Starting a business is tough. Building a business to 80 employees, £10m in turnover and an international distribution network requires overcoming seemingly insurmountable obstacles.
Rob Law has faced copyright infringement, the difficulty of being a solo founder and that infamous strap breaking incident on Dragons’ Den during his journey building ride-on suitcase brand Trunki.
It’s that entrepreneurial pedigree, and the fact that Rob is a really nice guy, that makes me proud to announce he’s joining The Pitch 2018’s panel of judges. He’ll also be offering mentoring support to the winner (find out more about The Pitch and how to apply here).
We caught up with Rob at Trunki’s Bristol HQ to find out more about his story and what he looks for in a pitch.
What Rob thinks startups should include in a pitch
Distilling your business’ team, product and market – not to mention your hopes and dreams – into a two-minute pitch is really difficult. But it’s a crucial skill, whether you’re trying to make a sale, talking to a potential employee or trying to raise investment.
Rob breaks down what you should include in a short pitch into five steps:
- Explain your idea in a succinct manner
- Prove there’s market demand
- Explain your plan to take the product to market
- Detail the financials and forecasts
- Describe you and your team
The Pitch is designed to build confidence and help entrepreneurs learn how to pitch. We won’t just throw you in at the deep end either. Shortlisted startups work with a pitching coach and get the opportunity to practice in front of their peers before the top 15 pitch at the final.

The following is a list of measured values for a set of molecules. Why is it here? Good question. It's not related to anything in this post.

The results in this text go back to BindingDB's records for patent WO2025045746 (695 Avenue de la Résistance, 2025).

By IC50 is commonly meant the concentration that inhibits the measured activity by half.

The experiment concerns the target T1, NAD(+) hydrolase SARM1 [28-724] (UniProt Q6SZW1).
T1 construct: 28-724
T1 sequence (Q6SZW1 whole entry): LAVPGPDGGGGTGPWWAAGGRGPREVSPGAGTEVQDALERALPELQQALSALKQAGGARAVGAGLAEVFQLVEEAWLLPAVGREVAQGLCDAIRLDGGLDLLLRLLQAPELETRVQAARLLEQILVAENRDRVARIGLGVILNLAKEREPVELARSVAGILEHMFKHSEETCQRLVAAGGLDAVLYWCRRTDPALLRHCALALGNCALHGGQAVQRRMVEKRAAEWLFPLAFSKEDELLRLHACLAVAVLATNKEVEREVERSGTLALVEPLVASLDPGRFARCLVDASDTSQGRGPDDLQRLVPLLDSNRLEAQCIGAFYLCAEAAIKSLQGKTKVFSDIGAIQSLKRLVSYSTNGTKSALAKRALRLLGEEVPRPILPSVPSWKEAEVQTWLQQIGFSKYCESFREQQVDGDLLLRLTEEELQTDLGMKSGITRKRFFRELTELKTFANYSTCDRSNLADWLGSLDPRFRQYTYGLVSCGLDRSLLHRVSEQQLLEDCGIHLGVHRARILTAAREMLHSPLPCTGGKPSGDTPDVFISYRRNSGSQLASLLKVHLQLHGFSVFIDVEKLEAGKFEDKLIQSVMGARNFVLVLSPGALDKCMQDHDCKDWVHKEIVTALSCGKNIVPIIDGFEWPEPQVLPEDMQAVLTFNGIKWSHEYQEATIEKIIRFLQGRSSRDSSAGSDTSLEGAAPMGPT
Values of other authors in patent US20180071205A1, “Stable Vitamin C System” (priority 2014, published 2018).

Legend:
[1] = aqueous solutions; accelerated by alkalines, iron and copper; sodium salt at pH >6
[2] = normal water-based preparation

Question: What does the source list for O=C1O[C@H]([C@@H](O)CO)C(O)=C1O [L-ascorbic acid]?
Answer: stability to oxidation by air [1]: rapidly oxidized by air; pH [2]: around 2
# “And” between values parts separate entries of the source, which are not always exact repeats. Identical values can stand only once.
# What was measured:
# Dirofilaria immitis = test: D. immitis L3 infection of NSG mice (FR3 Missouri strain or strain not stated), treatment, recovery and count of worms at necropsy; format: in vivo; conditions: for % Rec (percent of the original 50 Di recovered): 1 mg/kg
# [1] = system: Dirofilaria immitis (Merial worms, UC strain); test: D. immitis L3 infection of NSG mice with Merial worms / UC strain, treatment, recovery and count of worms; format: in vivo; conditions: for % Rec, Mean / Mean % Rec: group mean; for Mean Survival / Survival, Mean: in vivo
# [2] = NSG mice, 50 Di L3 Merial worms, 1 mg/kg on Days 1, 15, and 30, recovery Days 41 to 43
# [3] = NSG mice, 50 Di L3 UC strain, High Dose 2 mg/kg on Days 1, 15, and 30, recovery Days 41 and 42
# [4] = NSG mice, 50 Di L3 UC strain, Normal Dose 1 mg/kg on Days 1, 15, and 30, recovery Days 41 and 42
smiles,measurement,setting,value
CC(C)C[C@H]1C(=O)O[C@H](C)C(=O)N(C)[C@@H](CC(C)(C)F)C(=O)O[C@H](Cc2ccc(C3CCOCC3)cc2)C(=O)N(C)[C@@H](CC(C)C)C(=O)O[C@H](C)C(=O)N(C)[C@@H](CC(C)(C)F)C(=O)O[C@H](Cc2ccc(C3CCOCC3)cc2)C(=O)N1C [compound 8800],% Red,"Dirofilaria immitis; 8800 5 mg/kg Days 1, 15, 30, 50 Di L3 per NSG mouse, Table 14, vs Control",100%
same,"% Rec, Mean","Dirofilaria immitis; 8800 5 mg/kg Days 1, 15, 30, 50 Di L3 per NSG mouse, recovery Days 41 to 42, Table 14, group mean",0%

How business owners deal with setbacks
Rob’s adamant experiencing failure is a crucial part of being an entrepreneur. That the setbacks in his journey are the things that led to his success. Because it’s dealing with these issues and “going through the mill” that makes you a stronger, more focused person.
“Failure’s a great success,” Rob says. “You are going to fail several times. It’s having the strength, passion and courage to carry on and battle through those hurdles that really makes an entrepreneur.”
When you think your business is going to end overnight
Rob’s appearance on Dragons’ Den is often listed in those ones-that-got-away articles. The night before the show aired the BBC’s ad described Trunki as “wheelie rubbish” as Theo Paphitis pulled off a suitcase’s strap.
Rob says he thought Trunki “was going to be ruined overnight”. Watch the video to hear how the business got through it and managed to thrive.
Why does Rob mentor entrepreneurs?
The Pitch wouldn’t exist without the support of a legion of successful entrepreneurs. These experts take time out of their own busy schedules to work with startups. Rob’s driven to make this sacrifice by a desire to give something back to the ecosystem that helped him get where he is today.
Would you benefit from business mentoring? The Pitch winner receives a money-can’t-buy mentoring package including time with Rob Law and the top 100 startups take part in free, practical boot camps. Click here to find out more information or apply.